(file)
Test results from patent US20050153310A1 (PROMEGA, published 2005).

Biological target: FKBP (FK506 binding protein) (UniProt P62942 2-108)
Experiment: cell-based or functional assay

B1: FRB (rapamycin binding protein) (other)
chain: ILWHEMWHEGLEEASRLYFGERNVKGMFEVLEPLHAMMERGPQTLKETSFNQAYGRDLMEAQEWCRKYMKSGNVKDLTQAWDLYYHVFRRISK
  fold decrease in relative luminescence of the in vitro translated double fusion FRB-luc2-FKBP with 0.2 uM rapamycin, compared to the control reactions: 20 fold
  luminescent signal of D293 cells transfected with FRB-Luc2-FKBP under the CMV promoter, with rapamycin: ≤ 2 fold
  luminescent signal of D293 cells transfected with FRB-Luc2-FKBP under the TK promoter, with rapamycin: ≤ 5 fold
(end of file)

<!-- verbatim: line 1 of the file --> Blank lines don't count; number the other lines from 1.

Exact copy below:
Test results from patent US20050153310A1 (PROMEGA, published 2005).